Customer Experience further needs to have a unified feel. Whether customers are researching or buying or looking for help your digital experience needs to be contiguous, consistent and familiar. Kim Kopetz, Director of Customer Experience Office at Intel, calls out the importance of Customer Experience via two vantage points. “From the company perspective, a unified customer experience is important so that we can better understand a customer’s end-to-end journey, and use that data to optimize engagement strategies and execution plans.  From the customer perspective, a unified experience provides a seamless, integrated, and ideally intuitive way to interact with a company that fulfills individual needs and desires.”

Why is Unifying Customer Experience so Hard- Especially for Big Companies?

Any big company starts off with a smorgasbord of customers as mentioned above. The requirements and needs of different segments are different. More importantly, the internal factors make the vision of a world class customer experience even harder. Most companies have different people responsible for different parts of the business, who touch customers at different points in their journey. The engineering teams expose the technical documentation, the marketing teams handle the marketing messaging, the sales teams handle the e-Commerce and order management, and customer support teams provide technical support.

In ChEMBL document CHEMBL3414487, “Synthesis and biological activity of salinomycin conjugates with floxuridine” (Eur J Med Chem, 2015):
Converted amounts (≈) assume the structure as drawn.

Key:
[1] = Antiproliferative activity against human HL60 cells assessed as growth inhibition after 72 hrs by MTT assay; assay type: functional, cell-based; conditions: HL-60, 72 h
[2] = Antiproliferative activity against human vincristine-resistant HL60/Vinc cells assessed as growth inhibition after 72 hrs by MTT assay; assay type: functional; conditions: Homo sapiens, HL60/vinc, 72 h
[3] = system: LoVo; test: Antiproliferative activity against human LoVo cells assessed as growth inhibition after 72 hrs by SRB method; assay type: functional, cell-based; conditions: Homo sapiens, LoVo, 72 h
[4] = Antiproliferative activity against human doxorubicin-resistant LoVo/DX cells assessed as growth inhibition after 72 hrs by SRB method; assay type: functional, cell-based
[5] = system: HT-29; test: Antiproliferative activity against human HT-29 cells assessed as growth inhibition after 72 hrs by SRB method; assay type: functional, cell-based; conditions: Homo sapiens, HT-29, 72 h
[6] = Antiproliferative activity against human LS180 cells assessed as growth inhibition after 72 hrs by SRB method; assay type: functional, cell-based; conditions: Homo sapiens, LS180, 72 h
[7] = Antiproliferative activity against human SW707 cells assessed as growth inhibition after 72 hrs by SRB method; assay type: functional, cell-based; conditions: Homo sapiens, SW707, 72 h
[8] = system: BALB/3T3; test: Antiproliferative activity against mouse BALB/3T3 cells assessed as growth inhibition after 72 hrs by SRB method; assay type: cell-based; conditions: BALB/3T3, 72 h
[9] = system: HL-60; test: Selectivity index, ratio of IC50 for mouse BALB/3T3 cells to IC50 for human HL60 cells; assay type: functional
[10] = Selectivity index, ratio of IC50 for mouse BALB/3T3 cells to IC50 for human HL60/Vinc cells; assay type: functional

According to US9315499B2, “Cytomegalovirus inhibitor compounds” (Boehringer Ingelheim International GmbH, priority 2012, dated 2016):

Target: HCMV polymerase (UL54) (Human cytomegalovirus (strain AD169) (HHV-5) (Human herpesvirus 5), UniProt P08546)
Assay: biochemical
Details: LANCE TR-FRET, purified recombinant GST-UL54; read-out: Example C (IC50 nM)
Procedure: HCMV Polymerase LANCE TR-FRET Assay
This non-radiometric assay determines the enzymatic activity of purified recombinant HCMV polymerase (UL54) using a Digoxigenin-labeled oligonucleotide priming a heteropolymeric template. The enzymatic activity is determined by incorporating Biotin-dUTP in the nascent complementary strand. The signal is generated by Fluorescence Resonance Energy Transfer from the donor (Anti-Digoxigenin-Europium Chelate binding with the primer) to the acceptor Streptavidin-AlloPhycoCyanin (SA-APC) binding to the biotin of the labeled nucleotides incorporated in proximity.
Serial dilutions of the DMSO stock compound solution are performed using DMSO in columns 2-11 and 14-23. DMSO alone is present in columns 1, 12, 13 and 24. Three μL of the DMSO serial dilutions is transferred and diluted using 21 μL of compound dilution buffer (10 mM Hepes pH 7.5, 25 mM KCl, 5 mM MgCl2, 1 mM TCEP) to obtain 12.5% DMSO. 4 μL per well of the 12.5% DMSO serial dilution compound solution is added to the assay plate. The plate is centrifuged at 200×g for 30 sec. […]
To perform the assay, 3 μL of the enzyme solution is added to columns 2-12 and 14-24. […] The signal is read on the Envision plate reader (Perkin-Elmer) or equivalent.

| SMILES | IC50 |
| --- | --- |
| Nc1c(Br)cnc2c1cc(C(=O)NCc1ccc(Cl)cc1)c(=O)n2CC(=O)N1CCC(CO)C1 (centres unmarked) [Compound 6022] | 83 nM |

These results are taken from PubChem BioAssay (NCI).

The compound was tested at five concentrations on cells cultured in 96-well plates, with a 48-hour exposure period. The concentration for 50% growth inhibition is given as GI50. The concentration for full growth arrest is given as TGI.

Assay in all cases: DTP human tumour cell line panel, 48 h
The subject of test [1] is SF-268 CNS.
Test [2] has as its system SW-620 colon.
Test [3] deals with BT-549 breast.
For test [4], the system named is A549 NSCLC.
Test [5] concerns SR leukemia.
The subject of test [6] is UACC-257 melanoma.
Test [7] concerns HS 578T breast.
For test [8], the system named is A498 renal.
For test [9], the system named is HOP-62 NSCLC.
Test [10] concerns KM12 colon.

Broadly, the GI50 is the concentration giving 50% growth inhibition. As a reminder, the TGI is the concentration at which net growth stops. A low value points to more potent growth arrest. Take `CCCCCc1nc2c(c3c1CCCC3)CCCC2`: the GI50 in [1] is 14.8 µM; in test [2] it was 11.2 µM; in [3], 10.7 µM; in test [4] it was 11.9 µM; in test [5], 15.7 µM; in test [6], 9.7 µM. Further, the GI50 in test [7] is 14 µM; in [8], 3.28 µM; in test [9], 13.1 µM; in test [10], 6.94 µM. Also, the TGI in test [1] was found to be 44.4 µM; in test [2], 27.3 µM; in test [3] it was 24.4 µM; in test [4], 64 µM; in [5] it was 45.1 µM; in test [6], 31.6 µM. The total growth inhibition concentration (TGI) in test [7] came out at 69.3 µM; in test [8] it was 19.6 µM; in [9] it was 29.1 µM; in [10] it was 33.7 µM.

Further systems used for these are based off of multiple vendor offerings each having a separate customer experience, out of box. For example the communities or service cloud experience offered by SalesForce (out of box) will be completely different compared to say the e-Commerce experience offered by IBM Websphere Commerce engine and so on. Changing the “skin” to rebrand and normalize is not trivial or cheap. Add to that the multitude of legacy systems, custom home grown systems etc. and the fact that the solution stack keeps morphing over the years and you have an interesting Frankenstein-ish setup as far as your customers are concerned. Trying to align funding models to change these systems in lock step is a huge challenge in itself.